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AMC DH1/DH1A
by Colin Owers

Windsock Datafile 148

 

S u m m a r y

Publisher and Title: Windsock Datafile 148 - AMC DH1/DH1A by Colin Owers
Media: Soft cover, A4 format
Price: 10.90 available online from Albatros Productions' website
Review Type: First Read
Advantages: Interesting and informative text; varied collection of period photographs; detailed plans in 1:72 and 1:48 scales; excellent colour profiles.
Disadvantages:  
Conclusion: A superb publication that caters for both the enthusiast and modeller alike.


Reviewed by Rob Baumgartner



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FirstRead

 

Although over-shadowed by the more popular DH2 that followed it, the DH1 is nonetheless an important aircraft that deserves a place in British aviation history. It was one of Geoffrey De Havilland’s earliest designs which set in motion a series of notable aircraft that would see sterling service throughout the Great War and beyond.

The tale is told by Colin Owers and he does a good job of relaying the information to the reader. He discusses the history of the type as well as explaining the two-seater’s front-line service in the Middle East and its less glamorous role as a trainer.

The indefatigable Marty Digmayer contributes with 6 pages of detailed drawings. These come in the form of 1:72 and 1:48 scale plans with both versions of the type being covered.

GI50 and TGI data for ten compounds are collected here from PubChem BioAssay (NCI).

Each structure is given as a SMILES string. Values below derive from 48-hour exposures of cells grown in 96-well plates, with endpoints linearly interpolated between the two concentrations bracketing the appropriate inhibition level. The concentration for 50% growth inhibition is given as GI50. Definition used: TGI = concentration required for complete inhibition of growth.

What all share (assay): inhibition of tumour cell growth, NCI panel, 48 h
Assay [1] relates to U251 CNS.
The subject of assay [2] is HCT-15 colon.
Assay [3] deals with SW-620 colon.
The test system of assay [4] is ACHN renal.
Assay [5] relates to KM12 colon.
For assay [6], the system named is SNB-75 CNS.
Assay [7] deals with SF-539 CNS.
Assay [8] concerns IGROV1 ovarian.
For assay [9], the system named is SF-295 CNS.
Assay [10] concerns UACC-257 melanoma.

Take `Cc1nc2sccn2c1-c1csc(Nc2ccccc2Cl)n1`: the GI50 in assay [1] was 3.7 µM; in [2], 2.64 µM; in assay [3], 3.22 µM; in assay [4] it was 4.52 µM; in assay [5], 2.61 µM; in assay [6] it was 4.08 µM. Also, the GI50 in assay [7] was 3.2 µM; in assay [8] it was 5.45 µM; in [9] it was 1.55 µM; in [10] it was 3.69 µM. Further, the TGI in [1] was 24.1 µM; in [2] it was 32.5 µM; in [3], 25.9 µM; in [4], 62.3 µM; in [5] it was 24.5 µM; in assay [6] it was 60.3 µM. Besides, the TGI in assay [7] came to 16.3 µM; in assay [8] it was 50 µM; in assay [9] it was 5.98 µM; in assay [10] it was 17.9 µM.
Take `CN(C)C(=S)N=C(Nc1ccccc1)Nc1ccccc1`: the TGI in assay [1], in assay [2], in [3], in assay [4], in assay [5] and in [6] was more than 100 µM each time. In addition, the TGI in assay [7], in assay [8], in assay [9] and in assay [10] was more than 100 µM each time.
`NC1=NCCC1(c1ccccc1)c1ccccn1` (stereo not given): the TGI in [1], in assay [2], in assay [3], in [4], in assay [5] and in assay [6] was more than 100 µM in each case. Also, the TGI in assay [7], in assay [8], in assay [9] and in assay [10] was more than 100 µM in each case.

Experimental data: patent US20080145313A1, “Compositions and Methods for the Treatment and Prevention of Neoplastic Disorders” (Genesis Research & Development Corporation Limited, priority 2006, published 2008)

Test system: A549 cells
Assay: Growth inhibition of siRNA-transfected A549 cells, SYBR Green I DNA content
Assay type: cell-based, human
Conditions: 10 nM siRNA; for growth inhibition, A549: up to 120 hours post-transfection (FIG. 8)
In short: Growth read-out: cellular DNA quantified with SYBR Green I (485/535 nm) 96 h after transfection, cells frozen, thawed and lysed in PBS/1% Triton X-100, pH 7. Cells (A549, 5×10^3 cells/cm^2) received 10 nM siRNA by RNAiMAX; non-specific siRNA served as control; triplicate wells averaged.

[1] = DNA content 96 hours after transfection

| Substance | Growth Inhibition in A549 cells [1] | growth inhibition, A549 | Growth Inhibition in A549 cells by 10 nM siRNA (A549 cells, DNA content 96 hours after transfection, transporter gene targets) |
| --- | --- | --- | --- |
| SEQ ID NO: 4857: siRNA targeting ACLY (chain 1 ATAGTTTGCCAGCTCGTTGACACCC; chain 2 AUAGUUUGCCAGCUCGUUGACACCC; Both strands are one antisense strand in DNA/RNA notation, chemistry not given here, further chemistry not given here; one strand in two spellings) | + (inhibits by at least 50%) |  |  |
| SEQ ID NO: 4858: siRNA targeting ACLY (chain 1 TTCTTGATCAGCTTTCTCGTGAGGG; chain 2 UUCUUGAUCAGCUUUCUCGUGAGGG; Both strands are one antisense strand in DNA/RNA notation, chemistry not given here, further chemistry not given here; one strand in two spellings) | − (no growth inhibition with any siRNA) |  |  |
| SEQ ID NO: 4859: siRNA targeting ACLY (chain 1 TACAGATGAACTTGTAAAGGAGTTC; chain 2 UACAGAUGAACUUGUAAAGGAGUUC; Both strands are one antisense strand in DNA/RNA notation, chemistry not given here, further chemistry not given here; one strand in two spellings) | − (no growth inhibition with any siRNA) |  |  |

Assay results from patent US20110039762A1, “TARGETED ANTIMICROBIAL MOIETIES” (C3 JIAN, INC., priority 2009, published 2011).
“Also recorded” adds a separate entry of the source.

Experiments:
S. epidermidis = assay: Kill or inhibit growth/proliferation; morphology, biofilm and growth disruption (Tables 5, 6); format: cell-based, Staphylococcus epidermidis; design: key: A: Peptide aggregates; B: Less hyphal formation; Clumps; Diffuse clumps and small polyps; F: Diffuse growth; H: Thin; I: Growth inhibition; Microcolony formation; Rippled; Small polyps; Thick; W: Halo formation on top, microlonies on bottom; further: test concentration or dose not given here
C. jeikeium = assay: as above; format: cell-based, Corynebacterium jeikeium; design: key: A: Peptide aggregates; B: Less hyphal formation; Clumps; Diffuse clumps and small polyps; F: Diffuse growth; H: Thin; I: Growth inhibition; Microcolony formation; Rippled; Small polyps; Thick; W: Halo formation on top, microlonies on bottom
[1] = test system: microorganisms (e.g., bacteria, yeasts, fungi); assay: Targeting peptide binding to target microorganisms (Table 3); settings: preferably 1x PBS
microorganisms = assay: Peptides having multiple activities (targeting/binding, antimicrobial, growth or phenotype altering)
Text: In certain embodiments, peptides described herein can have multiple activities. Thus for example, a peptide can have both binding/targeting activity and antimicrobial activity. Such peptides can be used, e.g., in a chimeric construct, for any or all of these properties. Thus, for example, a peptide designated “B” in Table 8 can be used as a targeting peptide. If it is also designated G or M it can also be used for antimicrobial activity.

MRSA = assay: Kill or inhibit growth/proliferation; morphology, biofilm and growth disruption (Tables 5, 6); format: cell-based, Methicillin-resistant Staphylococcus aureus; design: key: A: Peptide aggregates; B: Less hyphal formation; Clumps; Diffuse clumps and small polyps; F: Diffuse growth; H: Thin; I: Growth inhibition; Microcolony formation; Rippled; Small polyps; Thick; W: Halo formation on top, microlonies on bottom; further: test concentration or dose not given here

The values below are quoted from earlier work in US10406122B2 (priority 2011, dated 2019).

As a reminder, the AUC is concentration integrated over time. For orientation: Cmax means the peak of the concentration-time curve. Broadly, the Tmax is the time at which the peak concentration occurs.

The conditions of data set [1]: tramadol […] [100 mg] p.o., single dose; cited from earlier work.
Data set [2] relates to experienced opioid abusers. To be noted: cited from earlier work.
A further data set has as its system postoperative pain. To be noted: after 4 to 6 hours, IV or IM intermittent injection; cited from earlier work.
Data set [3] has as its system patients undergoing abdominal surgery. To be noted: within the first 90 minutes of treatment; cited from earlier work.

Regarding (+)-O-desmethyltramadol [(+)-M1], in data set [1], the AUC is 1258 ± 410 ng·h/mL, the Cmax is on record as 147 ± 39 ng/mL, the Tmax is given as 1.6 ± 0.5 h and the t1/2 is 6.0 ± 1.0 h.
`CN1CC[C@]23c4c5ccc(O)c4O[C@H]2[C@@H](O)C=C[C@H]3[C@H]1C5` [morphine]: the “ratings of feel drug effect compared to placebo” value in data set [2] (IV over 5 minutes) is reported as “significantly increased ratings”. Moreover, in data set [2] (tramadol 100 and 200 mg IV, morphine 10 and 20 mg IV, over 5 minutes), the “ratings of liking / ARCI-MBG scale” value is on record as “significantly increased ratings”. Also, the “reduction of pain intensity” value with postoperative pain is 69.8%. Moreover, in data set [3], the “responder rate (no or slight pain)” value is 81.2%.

Photographs of the DH1 and its variants are few and far between.  So inevitably we come across some that are of indifferent quality but these are necessary to tell the whole story of this aircraft. There are 70 contemporary images and most are produced 2 or 3 to a page. This, and the large A4 format, is ideal for allowing maximum detail to be gleaned from each photo.

This time around it is the job of Juanita Franzi to supply the artwork. She presents 3 competent colour profiles that comprise of 2 DH1s and a single DH1A.

Rounding out the publication is a “Camouflage and Markings” section, as well as an appendix that tabulates the specifications of both types. The dimensions of the DH1/DH1A differ quite markedly depending on the source used. The author wisely tabulates all opinions and lets the reader make up their own mind on which are correct.

 

 

Conclusion

 

This volume completes the Datafile coverage of operational wartime de Havillands. It provides both the modeller and enthusiast with excellent all-round coverage of an often forgotten aircraft.

Thanks to Albatros Productions for the review sample


Review Copyright 2011 by Rob Baumgartner
This Page Created on 21 November, 2011
Last updated 21 November, 2011

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